Shield AI Fundamentals: On Reinforcement Learning

 

A conversation with Evan Gravelle, Senior Autonomy Engineer

 RL requires an agent interacting with its environment to change its actions based on reward signals.

RL requires an agent interacting with its environment to change its actions based on reward signals.

What is reinforcement learning?

Reinforcement learning (RL) is a branch of machine learning concerned with the process of learning by trying things, receiving a positive or negative reward (feedback), and then modifying behavior to try and maximize cumulative expected reward. Many forms of life learn through RL; for example, a dog can be trained to sit on command by offering treats when she sits, acting as positive reinforcement. Children quickly learn to avoid touching hot things by associating this action with pain, which acts as a strong negative reinforcement signal.


RL applied to artificial intelligence has found remarkable success in recent years due to breakthroughs in both computing resources and algorithm improvements. Graphics Processing Unit capabilities have been improving tenfold every few years. This (combined with the availability of large datasets) has led to massive breakthroughs in the field of deep learning. Fundamental to deep learning is the concept of a neural network: a collection of nodes (neurons) performing operations on an input and returning an output. A deep neural network has many neurons in sequence. Using deep neural networks to approximate the value (output) of taking an action in some state (input) has led to incredibly advanced reinforcement learning agents in multiple domains. Additionally, algorithmic breakthroughs such as experience replay, self-play, and Monte Carlo tree search have pushed improvements specific to RL. The combination of these advancements has created superhuman players of Atari, Go, and Shogi, and a nearly professional DoTA 2 team of bots. There appears to be breakthroughs nearly every week!

 Alpha Go must search many layers of this Go game tree before deciding its next move.   Image courtesy of AlphaGo Zero.

Alpha Go must search many layers of this Go game tree before deciding its next move.

Image courtesy of AlphaGo Zero.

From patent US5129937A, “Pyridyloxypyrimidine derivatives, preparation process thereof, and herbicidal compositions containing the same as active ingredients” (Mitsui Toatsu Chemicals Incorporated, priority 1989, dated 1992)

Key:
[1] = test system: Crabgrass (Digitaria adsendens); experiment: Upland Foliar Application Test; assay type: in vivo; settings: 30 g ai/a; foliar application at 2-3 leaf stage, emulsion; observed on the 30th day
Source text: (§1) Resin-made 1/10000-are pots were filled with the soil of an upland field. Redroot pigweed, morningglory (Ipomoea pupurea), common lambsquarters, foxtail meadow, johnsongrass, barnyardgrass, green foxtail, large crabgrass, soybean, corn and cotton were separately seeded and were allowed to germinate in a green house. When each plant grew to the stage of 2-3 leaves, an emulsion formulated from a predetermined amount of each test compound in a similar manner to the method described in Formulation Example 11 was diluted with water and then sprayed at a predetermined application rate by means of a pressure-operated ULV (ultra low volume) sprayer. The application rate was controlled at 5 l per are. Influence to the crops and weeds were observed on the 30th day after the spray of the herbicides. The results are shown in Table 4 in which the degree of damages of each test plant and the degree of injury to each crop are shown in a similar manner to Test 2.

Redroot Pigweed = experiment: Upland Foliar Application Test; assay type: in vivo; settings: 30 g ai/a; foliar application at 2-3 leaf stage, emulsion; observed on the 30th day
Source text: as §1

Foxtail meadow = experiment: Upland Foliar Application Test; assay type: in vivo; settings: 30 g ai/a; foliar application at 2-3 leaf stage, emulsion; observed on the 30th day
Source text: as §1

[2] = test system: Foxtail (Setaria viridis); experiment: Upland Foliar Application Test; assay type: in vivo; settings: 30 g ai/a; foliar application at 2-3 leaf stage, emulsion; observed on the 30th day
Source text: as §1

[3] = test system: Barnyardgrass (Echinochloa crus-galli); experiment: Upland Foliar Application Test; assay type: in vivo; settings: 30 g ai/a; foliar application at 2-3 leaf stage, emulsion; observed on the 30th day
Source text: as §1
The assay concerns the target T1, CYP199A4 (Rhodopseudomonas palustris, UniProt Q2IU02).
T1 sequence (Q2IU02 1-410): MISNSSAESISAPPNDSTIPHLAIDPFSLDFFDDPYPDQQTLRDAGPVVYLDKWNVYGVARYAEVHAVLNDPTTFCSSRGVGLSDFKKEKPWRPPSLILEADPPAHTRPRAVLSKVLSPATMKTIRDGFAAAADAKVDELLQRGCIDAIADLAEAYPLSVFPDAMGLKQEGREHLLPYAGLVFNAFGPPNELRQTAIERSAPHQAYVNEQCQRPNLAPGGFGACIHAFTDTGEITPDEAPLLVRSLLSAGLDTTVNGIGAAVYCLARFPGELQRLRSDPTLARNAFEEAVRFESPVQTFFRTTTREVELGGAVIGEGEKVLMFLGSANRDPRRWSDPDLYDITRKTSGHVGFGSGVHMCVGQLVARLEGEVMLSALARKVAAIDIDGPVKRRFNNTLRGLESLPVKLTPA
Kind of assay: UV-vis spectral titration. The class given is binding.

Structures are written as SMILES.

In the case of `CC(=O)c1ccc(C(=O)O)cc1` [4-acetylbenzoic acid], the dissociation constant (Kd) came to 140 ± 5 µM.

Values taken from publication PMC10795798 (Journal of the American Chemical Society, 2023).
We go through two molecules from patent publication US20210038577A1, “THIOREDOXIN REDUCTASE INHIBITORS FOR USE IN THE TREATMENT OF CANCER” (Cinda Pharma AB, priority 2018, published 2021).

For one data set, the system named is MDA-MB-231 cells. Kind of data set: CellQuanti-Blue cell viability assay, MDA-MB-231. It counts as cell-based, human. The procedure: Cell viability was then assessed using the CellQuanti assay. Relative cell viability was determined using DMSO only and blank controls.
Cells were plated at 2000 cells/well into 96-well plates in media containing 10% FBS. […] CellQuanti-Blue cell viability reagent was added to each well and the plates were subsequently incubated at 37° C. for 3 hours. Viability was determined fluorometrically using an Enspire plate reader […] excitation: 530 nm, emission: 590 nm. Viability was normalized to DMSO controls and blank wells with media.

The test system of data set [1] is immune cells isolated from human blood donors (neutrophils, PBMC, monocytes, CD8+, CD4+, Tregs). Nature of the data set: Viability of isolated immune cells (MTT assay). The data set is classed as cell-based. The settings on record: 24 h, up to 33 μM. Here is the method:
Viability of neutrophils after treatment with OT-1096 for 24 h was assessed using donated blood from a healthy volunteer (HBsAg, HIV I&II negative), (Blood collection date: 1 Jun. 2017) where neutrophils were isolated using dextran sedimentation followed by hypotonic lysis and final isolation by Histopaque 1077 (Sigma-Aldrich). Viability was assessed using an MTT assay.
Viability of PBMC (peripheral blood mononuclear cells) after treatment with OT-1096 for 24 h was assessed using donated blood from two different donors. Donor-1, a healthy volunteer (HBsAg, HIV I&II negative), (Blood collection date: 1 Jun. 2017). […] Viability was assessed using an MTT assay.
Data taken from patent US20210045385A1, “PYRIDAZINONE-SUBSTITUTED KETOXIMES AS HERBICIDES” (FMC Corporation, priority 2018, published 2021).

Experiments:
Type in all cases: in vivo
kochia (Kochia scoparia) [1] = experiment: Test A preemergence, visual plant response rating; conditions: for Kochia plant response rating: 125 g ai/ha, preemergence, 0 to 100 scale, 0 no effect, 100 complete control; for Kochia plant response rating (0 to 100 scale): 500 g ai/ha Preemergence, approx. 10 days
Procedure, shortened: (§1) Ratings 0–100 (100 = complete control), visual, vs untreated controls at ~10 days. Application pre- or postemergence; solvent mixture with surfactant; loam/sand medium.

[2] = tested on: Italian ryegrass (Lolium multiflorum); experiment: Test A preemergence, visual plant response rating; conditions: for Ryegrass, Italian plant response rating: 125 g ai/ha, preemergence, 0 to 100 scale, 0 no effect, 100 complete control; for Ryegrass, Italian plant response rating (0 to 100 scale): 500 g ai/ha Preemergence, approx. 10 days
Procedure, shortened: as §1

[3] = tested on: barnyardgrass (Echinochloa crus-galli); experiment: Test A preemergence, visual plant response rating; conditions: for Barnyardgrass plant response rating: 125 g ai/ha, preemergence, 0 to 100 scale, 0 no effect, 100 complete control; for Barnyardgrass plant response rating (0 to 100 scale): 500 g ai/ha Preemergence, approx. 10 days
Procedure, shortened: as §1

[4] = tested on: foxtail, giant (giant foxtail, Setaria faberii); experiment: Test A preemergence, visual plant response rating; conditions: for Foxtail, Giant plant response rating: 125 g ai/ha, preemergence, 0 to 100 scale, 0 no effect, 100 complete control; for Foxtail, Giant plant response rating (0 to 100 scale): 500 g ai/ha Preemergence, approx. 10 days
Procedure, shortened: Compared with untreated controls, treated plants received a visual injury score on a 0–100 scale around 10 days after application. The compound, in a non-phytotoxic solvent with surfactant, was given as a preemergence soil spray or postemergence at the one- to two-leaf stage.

What are some of the applications of RL? How is it used at Shield AI?

Some of the leading industrial applications for RL are autonomous driving, factory automation, and resource allocation/scheduling. We consider deep RL at Shield AI for many different applications, including:

  • Improved modeling of the robot’s dynamics for state estimation and controls

  • Improved modeling of sensor error characteristics

  • Improved planning for faster explorations

  • Improved environment modeling for even higher fidelity maps and more efficient exploration

  • Cooperation among robots in a swarm

What are some of the challenges in RL? What is being done to overcome these challenges?

Senior Autonomy Engineer, Evan Gravelle

One of the biggest challenges in RL is acquiring enough data to learn complex behaviors despite potentially sparse reward signals.  At Shield AI, we leverage a realistic simulation environment, so that instead of performing a few real flights per hour, we can run hundreds of simulations per hour. Another issue is related to reliability and trust. How can we ensure that a learned policy will always work, and do what we expect of it? There are many steps that can be taken to address risks. The main risk in RL is overfitting the model to the training data and performing poorly in reality. This can be mitigated by keeping the network as small and simple as possible, increasing the amount of training data, making sure the training data is diverse and represents reality well, and using both test data and validation data to explicitly check for overfitting.


Stay tuned here for the next round of Shield AI Fundamentals.

 

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